Starting with this model lesson for Kindergarten, EmergingAmerica.org launches a new feature. Periodically, we will post exemplary inquiry-based lessons using primary sources from the Library of Congress. Contact us with feedback or your own drafts or suggestions for lesson ideas.”
– Rich Cairn, Director, Library of Congress Teaching with Primary Sources Program of the Collaborative for Educational Services
What Do Trains Do? Kindergarten Lesson Plan
Kwame Webster, Collaborative for Educational Services
Demonstrations and Approaches
Core academic subjects beyond reading and math often get pushed to the edges of the curriculum in the primary grades. Social studies and science can raise challenges because students typically lack contextual knowledge. Yet these subjects appeal strongly to some students. And even Kindergarten is not too early to begin scaffolding skills. The inquiry-based lesson, created by Jenn Murphy, New Hingham Regional Elementary School in Hampshire Regional School District: “What Do Trains Do?” equips teachers with tools to teach Kindergarteners to inquire about concepts of place and time, using often familiar imagery of trains and railroad tracks, and tying them to history, geography, and to their communities. In the lesson, maps of train tracks serve as a means to introduce the concept that primary source evidence can help us learn about our world and its past.
The robust collection of United State Railroad Maps from the Library of Congress spans 72 years from 1828 – 1900, allowing teachers to introduce aspects of time and history in the lesson. Most maps are quite detailed, allowing teachers to zoom in to students’ hometowns for recognition of place. Students learn to ask questions such as: Who made this map? What for? Why do we need trains? What do these maps tell us about trains? What do train tracks tell us about trains? The framework of the lesson connects Kindergarteners to higher levels of inquiry.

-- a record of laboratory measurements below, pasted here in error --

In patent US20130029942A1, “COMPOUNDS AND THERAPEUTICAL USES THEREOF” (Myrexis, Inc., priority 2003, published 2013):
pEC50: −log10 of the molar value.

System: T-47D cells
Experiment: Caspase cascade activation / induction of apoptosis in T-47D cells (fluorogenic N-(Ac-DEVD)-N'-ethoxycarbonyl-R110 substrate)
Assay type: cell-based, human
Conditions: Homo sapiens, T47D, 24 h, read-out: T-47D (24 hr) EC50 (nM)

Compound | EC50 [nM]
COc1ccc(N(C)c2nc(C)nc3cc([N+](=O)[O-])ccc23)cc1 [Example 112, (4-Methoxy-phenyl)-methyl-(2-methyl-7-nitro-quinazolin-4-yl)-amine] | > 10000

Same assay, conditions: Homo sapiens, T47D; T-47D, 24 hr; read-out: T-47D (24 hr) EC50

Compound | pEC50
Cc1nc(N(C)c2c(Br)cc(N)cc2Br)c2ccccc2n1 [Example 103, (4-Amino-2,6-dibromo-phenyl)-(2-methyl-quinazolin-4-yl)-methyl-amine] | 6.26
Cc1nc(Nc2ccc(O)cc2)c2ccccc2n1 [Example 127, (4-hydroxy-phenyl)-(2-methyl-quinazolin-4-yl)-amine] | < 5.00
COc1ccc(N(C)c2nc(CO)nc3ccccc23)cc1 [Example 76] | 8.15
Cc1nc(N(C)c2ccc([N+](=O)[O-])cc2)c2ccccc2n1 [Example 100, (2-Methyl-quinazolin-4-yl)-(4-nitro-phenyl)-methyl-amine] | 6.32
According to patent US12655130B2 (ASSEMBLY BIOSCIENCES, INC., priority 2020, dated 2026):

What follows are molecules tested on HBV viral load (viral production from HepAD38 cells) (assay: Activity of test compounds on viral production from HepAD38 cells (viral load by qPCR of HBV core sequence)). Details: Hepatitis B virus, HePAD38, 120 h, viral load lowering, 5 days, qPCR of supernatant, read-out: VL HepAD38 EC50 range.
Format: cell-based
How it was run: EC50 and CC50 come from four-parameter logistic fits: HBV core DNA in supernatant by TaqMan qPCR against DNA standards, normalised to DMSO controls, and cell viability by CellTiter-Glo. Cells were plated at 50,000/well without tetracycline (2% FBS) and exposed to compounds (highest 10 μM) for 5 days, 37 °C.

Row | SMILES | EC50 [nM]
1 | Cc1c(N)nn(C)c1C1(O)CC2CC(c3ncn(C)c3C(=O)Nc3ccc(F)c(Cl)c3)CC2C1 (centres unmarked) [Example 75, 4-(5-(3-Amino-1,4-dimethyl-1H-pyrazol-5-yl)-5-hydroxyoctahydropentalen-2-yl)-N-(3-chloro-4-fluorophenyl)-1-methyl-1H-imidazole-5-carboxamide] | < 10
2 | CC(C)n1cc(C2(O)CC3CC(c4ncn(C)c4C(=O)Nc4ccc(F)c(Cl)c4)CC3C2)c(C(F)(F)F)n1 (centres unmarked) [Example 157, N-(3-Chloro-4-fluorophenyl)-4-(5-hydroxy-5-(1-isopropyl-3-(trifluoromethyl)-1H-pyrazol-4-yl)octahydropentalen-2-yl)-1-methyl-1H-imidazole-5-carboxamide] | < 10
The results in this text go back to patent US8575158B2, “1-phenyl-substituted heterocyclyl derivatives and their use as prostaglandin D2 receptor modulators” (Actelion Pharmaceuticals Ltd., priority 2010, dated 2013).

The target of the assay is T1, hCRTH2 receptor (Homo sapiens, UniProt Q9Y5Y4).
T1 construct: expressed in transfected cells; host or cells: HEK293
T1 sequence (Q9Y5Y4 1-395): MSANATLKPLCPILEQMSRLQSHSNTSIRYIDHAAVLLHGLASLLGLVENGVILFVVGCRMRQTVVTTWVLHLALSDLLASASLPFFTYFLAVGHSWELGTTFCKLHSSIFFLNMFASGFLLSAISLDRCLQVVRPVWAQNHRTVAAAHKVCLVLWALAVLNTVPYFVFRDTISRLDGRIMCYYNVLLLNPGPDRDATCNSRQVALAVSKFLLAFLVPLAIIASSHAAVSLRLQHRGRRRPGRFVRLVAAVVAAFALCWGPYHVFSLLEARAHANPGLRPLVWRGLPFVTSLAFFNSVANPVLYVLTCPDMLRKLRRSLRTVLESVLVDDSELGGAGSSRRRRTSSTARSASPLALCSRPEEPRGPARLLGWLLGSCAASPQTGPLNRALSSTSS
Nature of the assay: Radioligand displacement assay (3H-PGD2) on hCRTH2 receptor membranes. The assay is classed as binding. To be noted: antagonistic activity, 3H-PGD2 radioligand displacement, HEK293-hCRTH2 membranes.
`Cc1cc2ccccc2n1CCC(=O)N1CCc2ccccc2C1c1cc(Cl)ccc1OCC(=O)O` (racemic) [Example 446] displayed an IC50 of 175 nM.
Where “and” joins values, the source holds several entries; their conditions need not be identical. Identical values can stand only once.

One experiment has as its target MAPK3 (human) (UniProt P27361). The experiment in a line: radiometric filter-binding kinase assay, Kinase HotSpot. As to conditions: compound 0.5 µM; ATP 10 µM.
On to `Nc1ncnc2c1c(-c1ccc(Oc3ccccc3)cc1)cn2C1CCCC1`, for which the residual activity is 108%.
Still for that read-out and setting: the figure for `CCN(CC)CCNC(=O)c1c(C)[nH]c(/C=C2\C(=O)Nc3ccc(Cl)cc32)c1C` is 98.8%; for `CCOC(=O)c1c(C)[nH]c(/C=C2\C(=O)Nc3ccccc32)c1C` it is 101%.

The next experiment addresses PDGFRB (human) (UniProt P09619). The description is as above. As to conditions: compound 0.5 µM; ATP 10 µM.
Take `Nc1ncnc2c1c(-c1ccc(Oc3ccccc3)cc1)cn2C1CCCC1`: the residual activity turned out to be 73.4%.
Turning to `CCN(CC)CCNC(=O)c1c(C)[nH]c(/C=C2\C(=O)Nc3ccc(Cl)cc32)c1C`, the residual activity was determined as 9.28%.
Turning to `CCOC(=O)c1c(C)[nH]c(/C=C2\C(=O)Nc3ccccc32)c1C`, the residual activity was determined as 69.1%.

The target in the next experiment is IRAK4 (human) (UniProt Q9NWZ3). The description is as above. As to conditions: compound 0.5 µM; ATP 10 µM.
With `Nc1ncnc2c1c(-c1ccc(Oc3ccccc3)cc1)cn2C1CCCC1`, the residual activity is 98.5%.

Using selections from the large body of engaging children’s books about trains, the lesson provides students with background information that feeds inquiry and content creation. A combination of fiction and nonfiction texts allow teachers to help students to ask and answer questions about trains based on the stories. A visual organizer helps students to answer questions about trains and railroad tracks function, location, and description (era; steam or electric powered). From that foundation, students then begin to construct maps to feature the railroad tracks in their community. Students will know where to add railroad tracks on their maps by asking: What do maps show and what don’t they show? What information should be included on maps?
This lesson provides a distinctive way to teach Social Studies standards to Kindergarteners that supports Common Core emphasis on primary sources and other informational texts. It also allows students to connect with their communities to engender personal scholarship.